Wheels were invented in the 4th Century BC by the Sumerians, and now almost everything spins on wheels. We all know the importance of wheels in a car, and without it, there’s nowhere to go. Most car owners give little to no thought about wheel sizes, except for the chunky, sick, flashy look. But does wheel and tire size matter? Yes! Using large tires and wheels can be expensive and sometimes dangerous.
The larger the tire, the more grip your vehicle has on the road. As a tire’s width increases, it covers more surface area, thus increasing your vehicle’s hold on the road, and not only that, its handling and ability to maneuver will be better.
Now, does a large wheel matter? Well, it depends.
When it comes to bigger wheels, the more the bills. Making bigger wheels costs a lot of money for the manufacturer since they use better technology and development. Sidewalls need to be stiffer to hold that weight and abuse. Disregarding its quality and cutting off costs puts you in great danger.
Considering money isn’t an issue. Bigger wheels from stock confuse your speedometer. In due time it breaks your ABS, as well as stability system calibrations of your vehicle. Now larger wheels mean larger tires with improper sidewall height can cause damage to your vehicle’s suspension system, wheels, and the tires themselves, not to mention speeding tickets. Tire sidewall needs to be small enough to fit inside your wheel, and thinner tires mean less able to take on rougher roads and potholes, which can lead to blowouts. Stopping is also a big issue since heavier wheels are harder to stop (or accelerate). The larger the radius from wheels and tires combined to as little as 10%, the braking force required to stop your vehicle increases by about the same percentage.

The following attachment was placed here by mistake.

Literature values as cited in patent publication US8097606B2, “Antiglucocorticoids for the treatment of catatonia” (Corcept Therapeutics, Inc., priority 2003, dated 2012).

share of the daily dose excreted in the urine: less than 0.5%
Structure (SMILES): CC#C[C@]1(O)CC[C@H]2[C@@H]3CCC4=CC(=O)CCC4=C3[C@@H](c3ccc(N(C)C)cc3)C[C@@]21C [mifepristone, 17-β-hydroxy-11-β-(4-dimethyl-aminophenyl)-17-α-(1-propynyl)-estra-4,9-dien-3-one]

When you replace your tires, stick with the same brand and size on all wheels, mixing and matching leaves your vehicle with different tire threads, which can cause spinouts and control loss.
So long as you keep a few fundamental rules in mind, replacing rims and tires is easy, effective, and safe.
Ever wonder what these numbers 265 65 R17 on your tires mean? These labels define the size of your wheel. On the left side, you’ll find three numbers (265) that represent how wide the tires are, in millimeters, from sidewall to sidewall. The bigger the number, the wider the road the tire touches.
In the middle, you’ll find two numbers. These numbers represent the aspect ratio of the tire’s height to its width. In the example mentioned 265 65 R17, those numbers are 65, which means the tire’s sidewall height is 65% as large as the tire’s width.
The last one with a letter and a number is crucial, as it tells you what size wheel the tire fits. In the example, this number is R17, which means the tire fits a wheel size with a 17-inch diameter. If those numbers are different from what you have, they basically won’t suit your wheels.
The wheels and tires are crucial parts of your ride, though that’s pretty obvious many drivers don’t mind the tires they choose for the cars, which leads to many unwanted problems. These mistakes can be abstained to ensure your wheels and tires are safe. You must know your car as simple as that to ensure you give your vehicle the best levels of traction possible.